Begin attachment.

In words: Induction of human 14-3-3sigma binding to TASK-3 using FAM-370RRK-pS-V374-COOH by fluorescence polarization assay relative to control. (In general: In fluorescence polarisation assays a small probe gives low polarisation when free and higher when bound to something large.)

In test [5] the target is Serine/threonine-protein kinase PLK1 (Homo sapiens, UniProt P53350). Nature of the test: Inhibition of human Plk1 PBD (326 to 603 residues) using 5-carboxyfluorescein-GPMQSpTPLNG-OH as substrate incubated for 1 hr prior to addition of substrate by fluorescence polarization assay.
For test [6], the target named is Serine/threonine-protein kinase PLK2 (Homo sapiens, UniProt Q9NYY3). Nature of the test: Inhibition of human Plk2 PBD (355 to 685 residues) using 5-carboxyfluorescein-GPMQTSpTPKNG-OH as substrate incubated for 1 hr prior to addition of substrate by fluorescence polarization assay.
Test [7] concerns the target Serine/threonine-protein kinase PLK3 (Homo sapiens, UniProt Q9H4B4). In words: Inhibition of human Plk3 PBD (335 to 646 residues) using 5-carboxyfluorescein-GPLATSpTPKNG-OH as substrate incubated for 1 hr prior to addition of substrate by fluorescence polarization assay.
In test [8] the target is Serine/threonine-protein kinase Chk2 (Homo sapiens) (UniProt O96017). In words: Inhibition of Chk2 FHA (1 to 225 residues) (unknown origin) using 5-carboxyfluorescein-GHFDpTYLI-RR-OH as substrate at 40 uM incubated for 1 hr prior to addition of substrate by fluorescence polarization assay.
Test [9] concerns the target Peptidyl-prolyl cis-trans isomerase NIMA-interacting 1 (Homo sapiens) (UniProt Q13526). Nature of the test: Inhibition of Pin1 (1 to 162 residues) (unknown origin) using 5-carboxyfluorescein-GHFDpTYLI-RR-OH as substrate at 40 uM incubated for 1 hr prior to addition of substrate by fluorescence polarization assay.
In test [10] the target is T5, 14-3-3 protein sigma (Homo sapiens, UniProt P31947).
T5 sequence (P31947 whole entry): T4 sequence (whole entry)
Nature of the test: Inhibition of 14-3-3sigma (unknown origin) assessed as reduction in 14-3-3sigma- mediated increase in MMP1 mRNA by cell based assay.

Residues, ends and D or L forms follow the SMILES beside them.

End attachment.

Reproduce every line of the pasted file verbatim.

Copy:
In words: Induction of human 14-3-3sigma binding to TASK-3 using FAM-370RRK-pS-V374-COOH by fluorescence polarization assay relative to control. (In general: In fluorescence polarisation assays a small probe gives low polarisation when free and higher when bound to something large.)

In test [5] the target is Serine/threonine-protein kinase PLK1 (Homo sapiens, UniProt P53350). Nature of the test: Inhibition of human Plk1 PBD (326 to 603 residues) using 5-carboxyfluorescein-GPMQSpTPLNG-OH as substrate incubated for 1 hr prior to addition of substrate by fluorescence polarization assay.
For test [6], the target named is Serine/threonine-protein kinase PLK2 (Homo sapiens, UniProt Q9NYY3). Nature of the test: Inhibition of human Plk2 PBD (355 to 685 residues) using 5-carboxyfluorescein-GPMQTSpTPKNG-OH as substrate incubated for 1 hr prior to addition of substrate by fluorescence polarization assay.
Test [7] concerns the target Serine/threonine-protein kinase PLK3 (Homo sapiens, UniProt Q9H4B4). In words: Inhibition of human Plk3 PBD (335 to 646 residues) using 5-carboxyfluorescein-GPLATSpTPKNG-OH as substrate incubated for 1 hr prior to addition of substrate by fluorescence polarization assay.
In test [8] the target is Serine/threonine-protein kinase Chk2 (Homo sapiens) (UniProt O96017). In words: Inhibition of Chk2 FHA (1 to 225 residues) (unknown origin) using 5-carboxyfluorescein-GHFDpTYLI-RR-OH as substrate at 40 uM incubated for 1 hr prior to addition of substrate by fluorescence polarization assay.
Test [9] concerns the target Peptidyl-prolyl cis-trans isomerase NIMA-interacting 1 (Homo sapiens) (UniProt Q13526). Nature of the test: Inhibition of Pin1 (1 to 162 residues) (unknown origin) using 5-carboxyfluorescein-GHFDpTYLI-RR-OH as substrate at 40 uM incubated for 1 hr prior to addition of substrate by fluorescence polarization assay.
In test [10] the target is T5, 14-3-3 protein sigma (Homo sapiens, UniProt P31947).
T5 sequence (P31947 whole entry): T4 sequence (whole entry)
Nature of the test: Inhibition of 14-3-3sigma (unknown origin) assessed as reduction in 14-3-3sigma- mediated increase in MMP1 mRNA by cell based assay.

Residues, ends and D or L forms follow the SMILES beside them.